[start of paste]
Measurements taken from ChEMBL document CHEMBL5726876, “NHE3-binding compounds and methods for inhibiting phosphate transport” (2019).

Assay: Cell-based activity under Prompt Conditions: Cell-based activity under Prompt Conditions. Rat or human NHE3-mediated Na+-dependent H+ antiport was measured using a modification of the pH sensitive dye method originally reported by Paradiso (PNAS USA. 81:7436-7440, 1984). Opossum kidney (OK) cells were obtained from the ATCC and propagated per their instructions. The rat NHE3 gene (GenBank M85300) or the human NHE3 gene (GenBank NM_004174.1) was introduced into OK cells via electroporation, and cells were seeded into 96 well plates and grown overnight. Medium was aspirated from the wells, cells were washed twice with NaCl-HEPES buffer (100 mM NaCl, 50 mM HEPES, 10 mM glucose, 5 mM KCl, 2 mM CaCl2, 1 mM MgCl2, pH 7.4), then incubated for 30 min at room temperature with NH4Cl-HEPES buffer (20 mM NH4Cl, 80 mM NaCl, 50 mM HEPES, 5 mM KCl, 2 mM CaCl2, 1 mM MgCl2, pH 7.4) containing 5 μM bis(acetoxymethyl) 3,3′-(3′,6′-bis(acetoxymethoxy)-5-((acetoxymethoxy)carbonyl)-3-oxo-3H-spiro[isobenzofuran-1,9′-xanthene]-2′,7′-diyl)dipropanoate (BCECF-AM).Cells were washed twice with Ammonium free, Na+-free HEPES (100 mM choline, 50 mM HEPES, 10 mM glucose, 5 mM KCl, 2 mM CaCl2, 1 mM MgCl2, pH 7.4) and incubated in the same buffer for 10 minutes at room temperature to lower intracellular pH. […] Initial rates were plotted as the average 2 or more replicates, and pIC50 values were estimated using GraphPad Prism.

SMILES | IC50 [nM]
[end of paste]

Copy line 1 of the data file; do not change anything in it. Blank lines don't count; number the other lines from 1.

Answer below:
Measurements taken from ChEMBL document CHEMBL5726876, “NHE3-binding compounds and methods for inhibiting phosphate transport” (2019).